It’s going to sound a little pretentious, but I make better berries than the others. It’s impossible to have great wines without having great berries. It’s really all about viticulture – the choices you make in the vineyard. And one very important thing is I selected vineyards that were planted with very old vines. This is very unique. Most of our plots are 40, 50, 60, 70, even 80 year-old vines.
At that time, the vines were much better planted than the last 30 years. So that’s why it’s very important to is to have small berries. We don’t want the big berries.
It’s all about the raw material.
Is there an emphasis on Pinot Noir clones in Burgundy, as there is in California?
Everything in Burgundy was perfectly planted. It’s just that in the 1970s, there was a move to plant clones that were very productive. The clones produced big berries, and those clones do not produce very interesting wines. It doesn’t matter if you are on the Grand Cru or Premier Cru plot. It’s less interesting. You need to have a certain concentration, a certain ripeness.
I understand that while the quality of the 2016 vintage in Burgundy was extremely high, the quantity was alarmingly small.
2016 was a tiny vintage. Many buds were frozen. It’s a classic vintage, with very well balanced wines. In some vineyards, production was down more than 60%.
We increased our prices by 40%. For me, there was no choice. I pay full price, so for me, my fixed costs are the same, whether I have 20 hectoliters l per hectare or 60 hl per hectare, it’s the same price for me.
We thought there would be a reluctancy in the market (based on the higher prices), but the contrary is true.
Many growers did not increase their prices. But they have fixed costs that is 5 Euro. I have 100 Euro. I need to pay the owner. The others, it’s already paid, as their parents or grandparent paid for the land. So they don’t care, they don’t have to increase the prices.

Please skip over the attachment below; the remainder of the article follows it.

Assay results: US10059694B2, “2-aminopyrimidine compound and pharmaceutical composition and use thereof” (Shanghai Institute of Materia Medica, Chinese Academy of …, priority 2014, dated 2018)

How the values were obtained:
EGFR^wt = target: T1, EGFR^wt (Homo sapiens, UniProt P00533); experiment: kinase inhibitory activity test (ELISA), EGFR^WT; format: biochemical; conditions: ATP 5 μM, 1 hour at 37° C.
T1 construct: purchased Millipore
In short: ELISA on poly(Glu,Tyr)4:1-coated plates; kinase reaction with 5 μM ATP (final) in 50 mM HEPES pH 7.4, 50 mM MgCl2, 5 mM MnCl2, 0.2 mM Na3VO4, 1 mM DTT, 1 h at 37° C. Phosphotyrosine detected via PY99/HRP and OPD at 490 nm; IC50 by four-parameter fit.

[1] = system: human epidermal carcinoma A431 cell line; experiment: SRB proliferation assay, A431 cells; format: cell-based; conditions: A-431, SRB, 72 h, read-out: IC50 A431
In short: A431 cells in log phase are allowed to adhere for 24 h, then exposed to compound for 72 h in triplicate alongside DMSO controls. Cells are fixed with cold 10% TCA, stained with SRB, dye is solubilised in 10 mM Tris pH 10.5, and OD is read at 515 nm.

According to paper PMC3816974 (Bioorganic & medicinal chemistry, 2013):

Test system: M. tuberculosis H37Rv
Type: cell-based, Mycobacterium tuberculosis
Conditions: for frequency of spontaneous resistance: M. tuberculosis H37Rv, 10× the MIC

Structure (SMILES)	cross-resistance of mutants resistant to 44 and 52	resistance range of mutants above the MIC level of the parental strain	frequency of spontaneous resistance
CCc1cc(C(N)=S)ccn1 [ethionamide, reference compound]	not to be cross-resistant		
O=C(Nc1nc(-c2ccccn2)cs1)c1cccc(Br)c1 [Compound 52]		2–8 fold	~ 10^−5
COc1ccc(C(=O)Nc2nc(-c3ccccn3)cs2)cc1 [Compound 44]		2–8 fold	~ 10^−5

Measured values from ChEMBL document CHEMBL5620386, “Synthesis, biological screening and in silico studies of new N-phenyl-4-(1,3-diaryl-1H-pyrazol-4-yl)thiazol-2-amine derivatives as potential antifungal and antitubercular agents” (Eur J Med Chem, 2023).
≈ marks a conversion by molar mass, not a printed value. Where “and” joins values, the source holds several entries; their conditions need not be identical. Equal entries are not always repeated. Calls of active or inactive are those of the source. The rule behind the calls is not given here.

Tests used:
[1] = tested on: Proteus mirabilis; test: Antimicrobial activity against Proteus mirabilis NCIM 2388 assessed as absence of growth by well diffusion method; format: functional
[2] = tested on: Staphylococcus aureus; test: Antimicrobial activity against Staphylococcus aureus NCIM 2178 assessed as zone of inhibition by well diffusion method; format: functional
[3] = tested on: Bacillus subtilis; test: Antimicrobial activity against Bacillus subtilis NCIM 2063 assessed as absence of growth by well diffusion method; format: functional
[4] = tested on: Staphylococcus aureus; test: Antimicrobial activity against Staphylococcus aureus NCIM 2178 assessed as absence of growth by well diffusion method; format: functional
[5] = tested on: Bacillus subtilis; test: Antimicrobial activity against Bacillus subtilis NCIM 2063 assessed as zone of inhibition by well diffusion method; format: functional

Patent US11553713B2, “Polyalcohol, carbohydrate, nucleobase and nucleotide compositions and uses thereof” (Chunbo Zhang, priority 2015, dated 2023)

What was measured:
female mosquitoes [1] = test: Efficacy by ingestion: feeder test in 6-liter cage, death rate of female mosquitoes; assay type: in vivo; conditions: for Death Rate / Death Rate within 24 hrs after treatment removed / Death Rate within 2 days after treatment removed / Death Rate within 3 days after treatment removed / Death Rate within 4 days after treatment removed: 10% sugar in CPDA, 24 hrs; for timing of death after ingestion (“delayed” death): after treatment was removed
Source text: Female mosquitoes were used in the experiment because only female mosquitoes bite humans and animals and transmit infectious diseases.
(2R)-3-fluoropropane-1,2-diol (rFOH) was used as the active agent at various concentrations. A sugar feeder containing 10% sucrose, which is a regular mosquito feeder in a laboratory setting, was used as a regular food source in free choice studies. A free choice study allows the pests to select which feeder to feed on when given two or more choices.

What percentage of your wines do you export?
99%. Wne we started, we received reviews from Allen Meadows and others, and the US importers came. As for the French importers, they were probably sleeping at the time. So they did not realize that there was a new grower and it could be interesting.
So for the first two or three years, all the importers ordered every bottle they could, so there was nothing available for France!
England is our first customer – they have 25% of the production. America is the second market with 15% (note: Wilson-Daniels is the US importer for Olivier Bernstein wines). I would say Switzerland is very strong with 10%. Japan is also very strong, as is China and then a few other countries in Asia.
Are the Chinese trying to buy everything they can?
Yes, and that is one of the reasons I don’t open the French market, as I know the retailers will ship it all to Asia.
What evidence have you seen of climate change in Burgundy?
I don’t have that much experience in Burgundy, but 2015 was warm, 2017 was warm, 2018 was warm. Usually we don’t have that many vintages that are warm.
In 2016, we harvested on the 23rd of September, but in 2018, we harvested on the 1st of September. More than three weeks in advance, so the trend is going in this direction.